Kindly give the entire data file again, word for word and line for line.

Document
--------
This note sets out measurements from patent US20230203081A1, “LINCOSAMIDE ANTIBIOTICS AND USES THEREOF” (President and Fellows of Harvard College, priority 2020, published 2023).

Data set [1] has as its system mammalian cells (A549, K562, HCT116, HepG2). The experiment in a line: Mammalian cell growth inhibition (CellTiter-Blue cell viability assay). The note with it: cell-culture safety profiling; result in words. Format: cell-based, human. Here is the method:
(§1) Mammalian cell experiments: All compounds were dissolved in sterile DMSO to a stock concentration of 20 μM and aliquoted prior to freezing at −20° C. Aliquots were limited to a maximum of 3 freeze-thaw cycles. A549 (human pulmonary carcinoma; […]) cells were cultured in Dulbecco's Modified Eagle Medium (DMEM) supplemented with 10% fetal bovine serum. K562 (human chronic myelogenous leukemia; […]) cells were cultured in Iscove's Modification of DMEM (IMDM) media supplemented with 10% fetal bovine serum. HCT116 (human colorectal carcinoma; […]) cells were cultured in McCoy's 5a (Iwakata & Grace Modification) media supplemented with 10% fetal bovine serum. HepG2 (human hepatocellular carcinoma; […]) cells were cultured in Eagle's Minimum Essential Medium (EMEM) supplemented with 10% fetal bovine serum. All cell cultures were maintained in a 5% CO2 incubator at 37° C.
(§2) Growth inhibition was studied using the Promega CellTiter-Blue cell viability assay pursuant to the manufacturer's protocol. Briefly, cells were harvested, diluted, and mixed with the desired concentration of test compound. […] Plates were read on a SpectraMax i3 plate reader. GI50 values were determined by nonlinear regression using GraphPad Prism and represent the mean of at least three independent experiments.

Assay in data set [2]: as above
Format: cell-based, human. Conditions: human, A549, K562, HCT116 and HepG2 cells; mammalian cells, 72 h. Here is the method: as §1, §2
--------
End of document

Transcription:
This note sets out measurements from patent US20230203081A1, “LINCOSAMIDE ANTIBIOTICS AND USES THEREOF” (President and Fellows of Harvard College, priority 2020, published 2023).

Data set [1] has as its system mammalian cells (A549, K562, HCT116, HepG2). The experiment in a line: Mammalian cell growth inhibition (CellTiter-Blue cell viability assay). The note with it: cell-culture safety profiling; result in words. Format: cell-based, human. Here is the method:
(§1) Mammalian cell experiments: All compounds were dissolved in sterile DMSO to a stock concentration of 20 μM and aliquoted prior to freezing at −20° C. Aliquots were limited to a maximum of 3 freeze-thaw cycles. A549 (human pulmonary carcinoma; […]) cells were cultured in Dulbecco's Modified Eagle Medium (DMEM) supplemented with 10% fetal bovine serum. K562 (human chronic myelogenous leukemia; […]) cells were cultured in Iscove's Modification of DMEM (IMDM) media supplemented with 10% fetal bovine serum. HCT116 (human colorectal carcinoma; […]) cells were cultured in McCoy's 5a (Iwakata & Grace Modification) media supplemented with 10% fetal bovine serum. HepG2 (human hepatocellular carcinoma; […]) cells were cultured in Eagle's Minimum Essential Medium (EMEM) supplemented with 10% fetal bovine serum. All cell cultures were maintained in a 5% CO2 incubator at 37° C.
(§2) Growth inhibition was studied using the Promega CellTiter-Blue cell viability assay pursuant to the manufacturer's protocol. Briefly, cells were harvested, diluted, and mixed with the desired concentration of test compound. […] Plates were read on a SpectraMax i3 plate reader. GI50 values were determined by nonlinear regression using GraphPad Prism and represent the mean of at least three independent experiments.

Assay in data set [2]: as above
Format: cell-based, human. Conditions: human, A549, K562, HCT116 and HepG2 cells; mammalian cells, 72 h. Here is the method: as §1, §2